Algorithm turns computers into art experts. Making broad differentiations between modern and classic paintings can be fairly easy for the untrained eye, but telling the difference between an Impressionist and a Post-Impressionist painting may require a certain knowledge of art history.
Well, it ain’t necessarily so when it comes to computers. An algorithm created and tested by computer scientists Lior Shamir and Jane Tarakhovsky, of Lawrence Technological University in Michigan has produced surprisingly accurate and expert results in art analysis. The experiment was performed on approximately 1,000 paintings by celebrated artists. The technique is based on numerical image context descriptors, 4,027 of which were computed from each painting. These are numbers that identify the content of the image such as texture, color and shapes. The algorithm succeeded in producing a network of similarities between painters that was largely consistent with the analysis that an art history expert would make. View gallery - 2 images. A Sci-Film Written Entirely by an AI Computer. Every text message or email you’ve ever typed into your smartphone has been read and analyzed by AI software.
This is how our devices have become so creepily good at auto-completing (and sometimes, auto-butchering) our texts and emails. But what would happen if that same AI turned its focus away from our personal messages, and instead studied movie and TV scripts? What would it learn, and what would it try to create? Computer creates high-tech Rembrandt counterfeit. In conversations about artificial intelligence and the time when machines will be able to functions as well as — or better than — human beings, it's often said that one thing computers will never be able to do is create art and music the way we do.
Well, that argument just lost a bit of steam thanks to a project that's been carried out by Microsoft and ING. Working with the Technical University of Delft and two museums in the Netherlands, the project, called "Next Rembrandt," used algorithms and a 3D printer to create a brand-new Rembrandt painting that looks like it could easily have been delivered by Dutch Master's own hand about 350 years ago. What do machines sing of? « Martin Backes – Official Website. „What do machines sing of?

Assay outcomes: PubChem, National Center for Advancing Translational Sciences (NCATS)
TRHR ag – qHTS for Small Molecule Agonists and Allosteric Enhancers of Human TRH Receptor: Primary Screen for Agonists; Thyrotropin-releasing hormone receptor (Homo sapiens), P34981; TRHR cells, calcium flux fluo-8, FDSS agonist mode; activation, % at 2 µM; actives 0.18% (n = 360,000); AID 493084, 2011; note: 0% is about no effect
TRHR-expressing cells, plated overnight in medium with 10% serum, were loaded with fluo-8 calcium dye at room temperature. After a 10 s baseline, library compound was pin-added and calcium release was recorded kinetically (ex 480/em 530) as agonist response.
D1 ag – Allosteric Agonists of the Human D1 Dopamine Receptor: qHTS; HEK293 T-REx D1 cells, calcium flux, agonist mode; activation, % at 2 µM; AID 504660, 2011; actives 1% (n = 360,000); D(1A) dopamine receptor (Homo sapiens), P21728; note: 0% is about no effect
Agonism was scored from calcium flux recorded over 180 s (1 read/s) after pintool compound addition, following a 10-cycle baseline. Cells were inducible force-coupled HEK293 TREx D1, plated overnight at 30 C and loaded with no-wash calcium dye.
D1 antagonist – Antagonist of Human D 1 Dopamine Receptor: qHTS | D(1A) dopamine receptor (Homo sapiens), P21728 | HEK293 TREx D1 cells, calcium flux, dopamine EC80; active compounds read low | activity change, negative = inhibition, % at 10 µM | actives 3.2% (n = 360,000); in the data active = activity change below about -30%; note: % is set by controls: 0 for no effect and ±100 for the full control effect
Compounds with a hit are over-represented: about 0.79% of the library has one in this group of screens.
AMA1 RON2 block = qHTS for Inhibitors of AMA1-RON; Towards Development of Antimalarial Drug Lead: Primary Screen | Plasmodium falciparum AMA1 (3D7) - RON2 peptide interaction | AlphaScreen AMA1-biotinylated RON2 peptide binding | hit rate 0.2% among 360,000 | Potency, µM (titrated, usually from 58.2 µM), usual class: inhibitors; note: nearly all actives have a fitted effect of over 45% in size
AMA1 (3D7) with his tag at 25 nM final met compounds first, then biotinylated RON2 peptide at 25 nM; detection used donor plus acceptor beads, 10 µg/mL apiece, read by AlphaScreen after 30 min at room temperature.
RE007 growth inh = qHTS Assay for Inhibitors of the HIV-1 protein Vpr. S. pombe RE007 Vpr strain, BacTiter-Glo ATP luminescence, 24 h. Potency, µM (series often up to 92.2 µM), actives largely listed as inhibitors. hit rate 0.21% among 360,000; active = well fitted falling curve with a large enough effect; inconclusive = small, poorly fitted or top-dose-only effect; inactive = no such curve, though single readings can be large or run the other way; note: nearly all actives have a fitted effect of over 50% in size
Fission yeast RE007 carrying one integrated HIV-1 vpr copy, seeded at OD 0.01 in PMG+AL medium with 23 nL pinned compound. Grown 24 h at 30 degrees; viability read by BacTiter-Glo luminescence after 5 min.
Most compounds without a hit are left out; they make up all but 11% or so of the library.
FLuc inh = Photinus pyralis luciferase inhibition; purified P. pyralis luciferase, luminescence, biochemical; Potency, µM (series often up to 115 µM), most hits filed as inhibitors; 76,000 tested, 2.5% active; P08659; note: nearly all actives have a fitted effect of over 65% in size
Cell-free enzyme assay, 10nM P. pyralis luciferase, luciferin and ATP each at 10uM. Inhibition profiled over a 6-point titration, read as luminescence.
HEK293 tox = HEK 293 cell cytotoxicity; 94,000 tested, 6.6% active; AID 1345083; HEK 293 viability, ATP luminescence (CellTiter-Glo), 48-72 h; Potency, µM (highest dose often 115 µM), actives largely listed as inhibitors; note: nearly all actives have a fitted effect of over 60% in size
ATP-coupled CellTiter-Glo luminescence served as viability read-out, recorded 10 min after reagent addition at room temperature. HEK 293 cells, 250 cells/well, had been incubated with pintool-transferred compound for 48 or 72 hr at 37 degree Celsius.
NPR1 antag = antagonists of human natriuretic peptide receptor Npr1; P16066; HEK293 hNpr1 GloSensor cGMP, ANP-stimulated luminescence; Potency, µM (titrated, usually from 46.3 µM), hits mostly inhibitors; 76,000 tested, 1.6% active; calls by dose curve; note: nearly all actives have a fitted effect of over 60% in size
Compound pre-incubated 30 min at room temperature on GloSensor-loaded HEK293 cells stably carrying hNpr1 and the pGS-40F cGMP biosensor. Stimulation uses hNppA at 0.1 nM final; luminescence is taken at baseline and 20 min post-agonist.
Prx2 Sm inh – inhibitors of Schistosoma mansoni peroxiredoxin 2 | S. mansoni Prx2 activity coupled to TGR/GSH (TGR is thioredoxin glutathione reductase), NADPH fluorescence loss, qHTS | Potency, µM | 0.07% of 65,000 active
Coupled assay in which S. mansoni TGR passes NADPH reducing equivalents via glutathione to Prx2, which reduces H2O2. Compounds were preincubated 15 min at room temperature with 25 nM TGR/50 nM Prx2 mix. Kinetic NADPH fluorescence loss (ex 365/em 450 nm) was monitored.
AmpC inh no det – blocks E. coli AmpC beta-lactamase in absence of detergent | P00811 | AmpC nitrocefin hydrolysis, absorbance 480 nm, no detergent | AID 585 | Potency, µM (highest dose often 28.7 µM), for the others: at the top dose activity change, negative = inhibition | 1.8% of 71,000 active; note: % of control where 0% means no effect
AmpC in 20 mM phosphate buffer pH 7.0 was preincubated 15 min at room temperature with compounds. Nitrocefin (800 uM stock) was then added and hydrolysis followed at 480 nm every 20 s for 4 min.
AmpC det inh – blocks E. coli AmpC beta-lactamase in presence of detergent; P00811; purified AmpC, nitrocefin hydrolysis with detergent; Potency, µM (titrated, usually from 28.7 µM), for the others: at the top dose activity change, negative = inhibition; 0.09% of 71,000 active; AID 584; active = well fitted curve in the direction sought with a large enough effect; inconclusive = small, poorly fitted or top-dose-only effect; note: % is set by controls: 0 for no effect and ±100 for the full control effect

“ is a fully automated machine, which endlessly sings number-one ballads from the 1990s. As the computer program performs these emotionally loaded songs, it attempts to apply the appropriate human sentiments. This behavior of the device seems to reflect a desire, on the part of the machine, to become sophisticated enough to have its very own personality. What do machines sing of? (90s Version) 2015 Size: 170 x 55 x 45 cm Material: metal stand, mic stand, mic, cable, 2 screens, computer, custom-made computer program List of songs which are included and performed by the computer program: Whitney Houston – I Will Always Love You R. I also uploaded the video to YouTube. A big thanks goes to Prof. The work has been created at the University of Arts in Berlin (Art and Media Departement) with the environment and programming language SuperCollider.
How computers experience art. If you ask a computer to describe a piece of abstract art, it might tell you a priceless print looks like a toilet.
To better understand how algorithms interpret art that even humans might not fully understand the meaning of, artist and researcher Matthew Plummer-Fernandez started a blog called “Novice Art Blogger,” in which a computer experiences art for the first time. His code randomly selects an abstract piece of artwork from the Tate online archive and then sends the picture to an image-classification algorithm.
The deep learning algorithm was created by researchers at the University of Toronto, and they’ve made their work available publicly for anyone to use. The algorithm looks at images and tries to translate them into text captions based on what it sees. To teach the software to recognize different shapes, actions, or colors, researchers provide pre-captioned data with descriptions of each image, and the computer compares the new images to the ones already in its system.
INTERESTING.JPG (@INTERESTING_JPG) Machine Learning Algorithm Studying Fine Art Paintings Sees Things Art Historians Had Never Noticed — The Physics arXiv Blog. The task of classifying pieces of fine art is hugely complex.
When examining a painting, an art expert can usually determine its style, its genre, the artist and the period to which it belongs. Art historians often go further by looking for the influences and connections between artists, a task that is even trickier. So the possibility that a computer might be able to classify paintings and find connections between them at first glance seems laughable. And yet, that is exactly what Babak Saleh and pals have done at Rutgers University in New Jersey. These guys have used some of the latest image processing and classifying techniques to automate the process of discovering how great artists have influenced each other.
The way art experts approach this problem is by comparing artworks according to a number of high-level concepts such as the artist’s use of space, texture, form, shape, colour and so on. So Saleh and co experiment with a number of different metrics. That is interesting stuff.